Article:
There is a danger that in trying to recover the humanity of these places, curators are reanimating the Nazis’ ghastly horror show, preserving the sadism that was a central part of the Nazis’ theatres of death.
The curators of Auschwitz have gone from tending the site to trying to maximise its reality. The motivation often seems to be symbolic rather than memorial – to keep Auschwitz ‘as a reminder of the consequences of racism and intolerance’, according to Cywinski. But this is to make a fetish of the material form of evil. In themselves, wooden barracks and rail lines tell us very little; they have to be re-interpreted in a story in order to have any impact. Some argue that we need to preserve the camps in case humanity ever forgets what happened. Yet surely we should trust history, the wealth of evidence and investigation into the Nazis’ atrocities, to communicate to future generations what took place, rather than thinking we need to freeze artifacts in time as permanent reminders of human evil.
In their attempt to keep the camps alive, current curators are looking to schoolchildren for help. Take the notorious inmate shoes at Auschwitz, which are falling apart. According to one report: ‘Chief conservationist Rafal Pioro and his staff of 38 invited schoolchildren to help clean and polish some of them. “The work is endless and painstaking and can be heartrending”, said Pioro. “When we were working on the children’s shoes, some of us were crying all the time.”’ Here, instead of letting these pathetic objects decay, a new generation is brought in to polish and preserve them – who benefits from that?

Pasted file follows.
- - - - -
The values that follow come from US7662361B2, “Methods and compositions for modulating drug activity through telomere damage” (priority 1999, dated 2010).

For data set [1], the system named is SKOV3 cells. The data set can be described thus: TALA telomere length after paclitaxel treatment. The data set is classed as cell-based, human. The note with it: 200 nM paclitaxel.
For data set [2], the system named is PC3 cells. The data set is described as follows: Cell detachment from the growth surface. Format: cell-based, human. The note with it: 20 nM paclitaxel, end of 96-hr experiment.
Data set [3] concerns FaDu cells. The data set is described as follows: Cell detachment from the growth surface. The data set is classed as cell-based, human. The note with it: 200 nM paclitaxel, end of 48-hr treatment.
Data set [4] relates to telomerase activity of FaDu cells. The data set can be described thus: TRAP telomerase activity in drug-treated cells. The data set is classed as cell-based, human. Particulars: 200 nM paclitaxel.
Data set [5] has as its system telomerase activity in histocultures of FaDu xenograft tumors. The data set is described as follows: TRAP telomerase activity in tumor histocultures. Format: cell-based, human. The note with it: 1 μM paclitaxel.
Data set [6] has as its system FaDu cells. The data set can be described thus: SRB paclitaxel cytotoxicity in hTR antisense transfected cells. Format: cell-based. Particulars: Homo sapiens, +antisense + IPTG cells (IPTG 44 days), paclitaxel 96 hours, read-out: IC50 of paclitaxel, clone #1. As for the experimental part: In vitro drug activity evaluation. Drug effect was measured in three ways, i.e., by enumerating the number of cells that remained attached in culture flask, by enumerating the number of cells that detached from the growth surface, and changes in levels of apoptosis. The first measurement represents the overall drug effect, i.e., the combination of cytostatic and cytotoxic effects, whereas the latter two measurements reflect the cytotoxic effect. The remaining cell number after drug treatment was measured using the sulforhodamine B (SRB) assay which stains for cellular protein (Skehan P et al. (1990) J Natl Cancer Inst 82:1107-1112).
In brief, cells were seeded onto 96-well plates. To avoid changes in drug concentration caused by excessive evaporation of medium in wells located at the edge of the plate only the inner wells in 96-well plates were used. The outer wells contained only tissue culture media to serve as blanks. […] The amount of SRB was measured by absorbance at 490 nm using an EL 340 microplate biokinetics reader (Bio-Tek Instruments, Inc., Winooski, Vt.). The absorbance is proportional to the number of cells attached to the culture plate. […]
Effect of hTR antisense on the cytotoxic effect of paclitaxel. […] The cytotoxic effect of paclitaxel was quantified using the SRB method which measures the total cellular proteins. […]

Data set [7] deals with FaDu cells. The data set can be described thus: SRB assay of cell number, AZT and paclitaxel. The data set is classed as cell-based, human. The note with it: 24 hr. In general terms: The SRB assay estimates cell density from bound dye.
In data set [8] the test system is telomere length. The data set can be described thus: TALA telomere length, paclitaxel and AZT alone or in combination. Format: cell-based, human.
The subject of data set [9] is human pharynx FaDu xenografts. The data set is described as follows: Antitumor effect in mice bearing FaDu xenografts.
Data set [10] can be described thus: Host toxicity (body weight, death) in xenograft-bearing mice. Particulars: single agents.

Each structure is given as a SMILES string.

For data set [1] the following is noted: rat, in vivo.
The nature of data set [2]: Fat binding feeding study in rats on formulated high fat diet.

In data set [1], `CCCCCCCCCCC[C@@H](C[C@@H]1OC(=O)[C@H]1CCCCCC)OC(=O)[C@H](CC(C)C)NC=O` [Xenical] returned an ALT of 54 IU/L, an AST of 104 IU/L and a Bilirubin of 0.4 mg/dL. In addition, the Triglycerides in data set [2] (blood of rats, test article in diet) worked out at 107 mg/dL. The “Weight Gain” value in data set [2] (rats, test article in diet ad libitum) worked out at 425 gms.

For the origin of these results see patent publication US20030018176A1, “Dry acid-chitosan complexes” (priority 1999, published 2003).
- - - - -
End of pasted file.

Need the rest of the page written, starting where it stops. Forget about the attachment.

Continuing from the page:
So what should be done with the camps? Having visited a few of them, my suggestion is that these places of death should be allowed to die. Having preserved exhibits and a comprehensive photographic record, let the buildings yield to the elements and fall in the coming decades. Do what is owed by the living to the dead, and dispose of, with appropriate solemnity, the hair that was taken from the women and the shoes from the children. Close down the cafes and restaurants and let the elements slowly reclaim the barracks and yards. Let those who wish to visit do so, where they can see the camps in their natural, decaying state.
The process of decay may take decades, and some decision can then be made about what sort of permanent memorial should be erected in their place. Some might think that letting the camps die will mean that we forget; in fact, it would mean relying on history to record what the Nazis did, rather than on falling-down buildings and stolen shoes. The current focus on preservation at all costs risks making us servants to the deathly mystique of Nazism, thereby carrying its powers of horror into a new century.
Guy Rundle is European editor of Arena Magazine based in Australia.
(1) Chris Johnston, Fight against time to preserve Auschwitz, The Age, 31 January 2007
(2) Watch The Holocaust Tourist here
To enquire about republishing spiked’s content, a right to reply or to request a correction, please contact the managing editor, Viv Regan.